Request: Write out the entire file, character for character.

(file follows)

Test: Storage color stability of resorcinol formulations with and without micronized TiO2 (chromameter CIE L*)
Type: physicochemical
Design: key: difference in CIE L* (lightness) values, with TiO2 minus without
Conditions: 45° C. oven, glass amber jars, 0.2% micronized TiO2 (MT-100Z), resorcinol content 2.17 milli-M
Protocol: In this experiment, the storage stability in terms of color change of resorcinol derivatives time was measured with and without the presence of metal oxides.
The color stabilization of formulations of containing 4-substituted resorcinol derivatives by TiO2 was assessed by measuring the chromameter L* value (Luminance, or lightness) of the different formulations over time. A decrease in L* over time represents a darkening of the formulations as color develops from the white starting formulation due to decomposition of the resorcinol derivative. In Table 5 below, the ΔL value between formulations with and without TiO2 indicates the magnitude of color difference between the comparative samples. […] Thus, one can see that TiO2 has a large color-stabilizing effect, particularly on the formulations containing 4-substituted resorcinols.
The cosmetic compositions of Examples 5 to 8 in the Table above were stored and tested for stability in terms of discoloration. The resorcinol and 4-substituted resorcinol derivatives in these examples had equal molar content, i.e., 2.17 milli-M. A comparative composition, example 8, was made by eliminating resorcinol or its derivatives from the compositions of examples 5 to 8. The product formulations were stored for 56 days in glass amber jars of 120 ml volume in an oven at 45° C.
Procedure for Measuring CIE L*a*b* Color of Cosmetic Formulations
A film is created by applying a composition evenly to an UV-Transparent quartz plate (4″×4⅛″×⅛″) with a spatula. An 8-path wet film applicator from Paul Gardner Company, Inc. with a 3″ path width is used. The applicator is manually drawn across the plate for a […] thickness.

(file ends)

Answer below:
Test: Storage color stability of resorcinol formulations with and without micronized TiO2 (chromameter CIE L*)
Type: physicochemical
Design: key: difference in CIE L* (lightness) values, with TiO2 minus without
Conditions: 45° C. oven, glass amber jars, 0.2% micronized TiO2 (MT-100Z), resorcinol content 2.17 milli-M
Protocol: In this experiment, the storage stability in terms of color change of resorcinol derivatives time was measured with and without the presence of metal oxides.
The color stabilization of formulations of containing 4-substituted resorcinol derivatives by TiO2 was assessed by measuring the chromameter L* value (Luminance, or lightness) of the different formulations over time. A decrease in L* over time represents a darkening of the formulations as color develops from the white starting formulation due to decomposition of the resorcinol derivative. In Table 5 below, the ΔL value between formulations with and without TiO2 indicates the magnitude of color difference between the comparative samples. […] Thus, one can see that TiO2 has a large color-stabilizing effect, particularly on the formulations containing 4-substituted resorcinols.
The cosmetic compositions of Examples 5 to 8 in the Table above were stored and tested for stability in terms of discoloration. The resorcinol and 4-substituted resorcinol derivatives in these examples had equal molar content, i.e., 2.17 milli-M. A comparative composition, example 8, was made by eliminating resorcinol or its derivatives from the compositions of examples 5 to 8. The product formulations were stored for 56 days in glass amber jars of 120 ml volume in an oven at 45° C.
Procedure for Measuring CIE L*a*b* Color of Cosmetic Formulations
A film is created by applying a composition evenly to an UV-Transparent quartz plate (4″×4⅛″×⅛″) with a spatula. An 8-path wet film applicator from Paul Gardner Company, Inc. with a 3″ path width is used. The applicator is manually drawn across the plate for a […] thickness.